Théodule Augustin Ribot: The Impact of Spanish Painting on the Artist's Work and Criticism

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Falcon-Wiebe, Ana-Joel
Nineteenth-century French Painting Théodule Ribot , Seventeenth-century Spanish painting Naturalism Realism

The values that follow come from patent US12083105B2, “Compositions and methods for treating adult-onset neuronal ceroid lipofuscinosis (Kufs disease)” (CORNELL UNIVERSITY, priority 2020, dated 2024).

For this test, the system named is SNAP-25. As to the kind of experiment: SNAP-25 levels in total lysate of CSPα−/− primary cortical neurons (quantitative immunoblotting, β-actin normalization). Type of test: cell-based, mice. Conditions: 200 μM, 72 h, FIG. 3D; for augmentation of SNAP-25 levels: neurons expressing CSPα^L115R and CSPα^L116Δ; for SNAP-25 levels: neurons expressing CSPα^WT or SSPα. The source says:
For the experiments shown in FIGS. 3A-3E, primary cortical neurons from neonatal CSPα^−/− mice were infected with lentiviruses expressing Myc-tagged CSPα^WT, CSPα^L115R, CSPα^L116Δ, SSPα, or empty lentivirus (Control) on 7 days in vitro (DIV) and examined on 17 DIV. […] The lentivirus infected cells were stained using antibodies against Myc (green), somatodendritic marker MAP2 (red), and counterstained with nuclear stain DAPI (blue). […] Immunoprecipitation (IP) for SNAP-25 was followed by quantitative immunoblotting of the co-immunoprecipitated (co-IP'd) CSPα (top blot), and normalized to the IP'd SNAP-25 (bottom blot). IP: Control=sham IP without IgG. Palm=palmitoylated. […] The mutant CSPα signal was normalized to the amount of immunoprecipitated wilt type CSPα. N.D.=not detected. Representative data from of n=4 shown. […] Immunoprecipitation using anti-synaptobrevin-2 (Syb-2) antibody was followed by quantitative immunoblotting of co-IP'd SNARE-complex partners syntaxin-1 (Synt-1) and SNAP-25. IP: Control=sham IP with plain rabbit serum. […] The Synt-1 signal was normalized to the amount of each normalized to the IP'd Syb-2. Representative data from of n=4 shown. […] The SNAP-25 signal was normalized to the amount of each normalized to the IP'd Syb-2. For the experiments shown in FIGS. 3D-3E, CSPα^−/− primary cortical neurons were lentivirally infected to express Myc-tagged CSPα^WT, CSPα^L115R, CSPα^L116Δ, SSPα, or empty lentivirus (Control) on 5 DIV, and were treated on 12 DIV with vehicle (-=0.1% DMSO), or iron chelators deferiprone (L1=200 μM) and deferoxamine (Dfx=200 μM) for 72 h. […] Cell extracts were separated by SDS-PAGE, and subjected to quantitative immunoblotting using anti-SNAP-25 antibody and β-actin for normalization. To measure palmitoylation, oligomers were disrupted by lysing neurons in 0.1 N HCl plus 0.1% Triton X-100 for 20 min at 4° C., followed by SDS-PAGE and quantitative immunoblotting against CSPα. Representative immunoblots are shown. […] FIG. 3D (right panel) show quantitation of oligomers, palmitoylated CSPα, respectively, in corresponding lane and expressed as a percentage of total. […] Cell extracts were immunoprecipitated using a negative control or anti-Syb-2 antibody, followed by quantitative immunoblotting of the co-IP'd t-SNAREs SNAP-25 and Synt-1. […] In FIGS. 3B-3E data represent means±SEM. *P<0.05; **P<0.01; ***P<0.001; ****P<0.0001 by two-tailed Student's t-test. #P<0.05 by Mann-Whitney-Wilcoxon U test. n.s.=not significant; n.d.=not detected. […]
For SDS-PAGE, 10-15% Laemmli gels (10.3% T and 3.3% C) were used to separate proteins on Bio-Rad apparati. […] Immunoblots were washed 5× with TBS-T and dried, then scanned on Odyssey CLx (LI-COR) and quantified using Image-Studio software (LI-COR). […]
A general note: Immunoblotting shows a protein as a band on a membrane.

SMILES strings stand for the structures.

It is well established that throughout the nineteenth century Spanish painting of the Golden Age played a central role in the formulation of the painterly idioms of French artists that adhered to diverging, even opposed, styles of painting. Spanish motifs in painting were championed by artists like Manet and the painterly techniques of these Old Masters became a fertile source of inspiration for artists like Courbet. Less recognized, however, are the complexity and implications of the relationship between French painters and Spanish painting and the highly personal character of such a relationship. The work of Théodule Augustin Ribot (1823-1891) demonstrates a peculiarly steadfast debt to the Spanish Old Masters. A close study of his oeuvre provides valuable insight into the nature of his relationship with Spanish painting. Conversely, it also elucidates the concerns and tensions imbricated in the relationships of his artist-friends, the critics that assessed his work, and the collectors that owned some of France’s most magnificent displays of Spanish painting, with Spanish painting. At a time when a young generation of artists searching for truthfulness and verisimilitude turned to the Spanish Old Masters for their compelling renditions of Saints and beggars; at a time when Spanish painting became a viable alternative to the classicizing motifs endorsed by the Academy; at a time when the search for a new national art conclusively impacted the relationships between artists and the art of the past; at a time when France’s interventionist policy in Spain congealed into an unprecedented influx of Spanish paintings in France; at such a time, what did it mean for Ribot to so steadfastly inform his work with Spanish painting? This dissertation focuses on the ways in which Spanish painting impacted the work of Ribot and in so doing it complicates established notions on the relationship between seventeenth-century Spanish painting and French painting of the nineteenth century.
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